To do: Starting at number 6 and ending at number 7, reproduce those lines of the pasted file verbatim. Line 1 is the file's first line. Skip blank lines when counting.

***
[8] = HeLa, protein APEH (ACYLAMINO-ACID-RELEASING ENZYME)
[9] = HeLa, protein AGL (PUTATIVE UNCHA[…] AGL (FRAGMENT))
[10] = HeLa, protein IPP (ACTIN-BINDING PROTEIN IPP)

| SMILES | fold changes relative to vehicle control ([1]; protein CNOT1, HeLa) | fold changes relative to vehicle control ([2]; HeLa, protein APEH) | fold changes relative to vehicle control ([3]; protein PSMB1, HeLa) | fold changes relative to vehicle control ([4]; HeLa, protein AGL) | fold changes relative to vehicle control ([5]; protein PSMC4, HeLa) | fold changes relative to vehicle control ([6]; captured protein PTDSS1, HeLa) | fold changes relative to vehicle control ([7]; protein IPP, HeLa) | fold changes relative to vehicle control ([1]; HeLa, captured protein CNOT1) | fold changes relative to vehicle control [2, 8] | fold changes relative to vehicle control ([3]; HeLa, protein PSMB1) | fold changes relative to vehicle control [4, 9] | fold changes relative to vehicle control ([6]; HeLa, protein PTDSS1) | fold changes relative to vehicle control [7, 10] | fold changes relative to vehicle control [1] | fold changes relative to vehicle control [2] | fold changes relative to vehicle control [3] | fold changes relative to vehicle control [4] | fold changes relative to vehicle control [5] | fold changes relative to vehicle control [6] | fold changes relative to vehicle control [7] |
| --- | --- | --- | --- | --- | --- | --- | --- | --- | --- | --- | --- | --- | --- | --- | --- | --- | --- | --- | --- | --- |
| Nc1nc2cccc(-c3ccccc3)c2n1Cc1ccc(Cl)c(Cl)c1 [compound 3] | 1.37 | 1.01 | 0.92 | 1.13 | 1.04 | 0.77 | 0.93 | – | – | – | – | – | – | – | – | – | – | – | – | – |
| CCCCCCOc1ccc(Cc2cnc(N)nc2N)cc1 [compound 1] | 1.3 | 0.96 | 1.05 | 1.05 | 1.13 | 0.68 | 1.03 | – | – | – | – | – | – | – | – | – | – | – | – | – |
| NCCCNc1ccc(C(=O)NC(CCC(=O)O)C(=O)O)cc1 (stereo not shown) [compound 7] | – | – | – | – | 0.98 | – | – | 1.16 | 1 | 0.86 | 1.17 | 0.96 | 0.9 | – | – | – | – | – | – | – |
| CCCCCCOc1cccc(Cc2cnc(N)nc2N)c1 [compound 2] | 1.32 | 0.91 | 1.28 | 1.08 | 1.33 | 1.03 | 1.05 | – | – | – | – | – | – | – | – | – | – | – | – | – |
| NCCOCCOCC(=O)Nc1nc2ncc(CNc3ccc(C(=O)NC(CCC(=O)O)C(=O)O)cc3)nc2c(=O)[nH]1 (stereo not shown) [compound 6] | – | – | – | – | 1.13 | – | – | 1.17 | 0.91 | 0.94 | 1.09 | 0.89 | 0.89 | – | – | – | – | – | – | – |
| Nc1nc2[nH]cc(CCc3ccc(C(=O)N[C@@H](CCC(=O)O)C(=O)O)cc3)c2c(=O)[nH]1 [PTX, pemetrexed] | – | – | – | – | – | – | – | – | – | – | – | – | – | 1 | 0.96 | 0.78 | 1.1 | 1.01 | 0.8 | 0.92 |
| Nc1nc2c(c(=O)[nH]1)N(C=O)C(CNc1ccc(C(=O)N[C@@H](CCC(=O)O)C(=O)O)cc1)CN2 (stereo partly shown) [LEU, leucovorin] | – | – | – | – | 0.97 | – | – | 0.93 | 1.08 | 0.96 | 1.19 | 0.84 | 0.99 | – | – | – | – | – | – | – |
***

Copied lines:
| Nc1nc2cccc(-c3ccccc3)c2n1Cc1ccc(Cl)c(Cl)c1 [compound 3] | 1.37 | 1.01 | 0.92 | 1.13 | 1.04 | 0.77 | 0.93 | – | – | – | – | – | – | – | – | – | – | – | – | – |
| CCCCCCOc1ccc(Cc2cnc(N)nc2N)cc1 [compound 1] | 1.3 | 0.96 | 1.05 | 1.05 | 1.13 | 0.68 | 1.03 | – | – | – | – | – | – | – | – | – | – | – | – | – |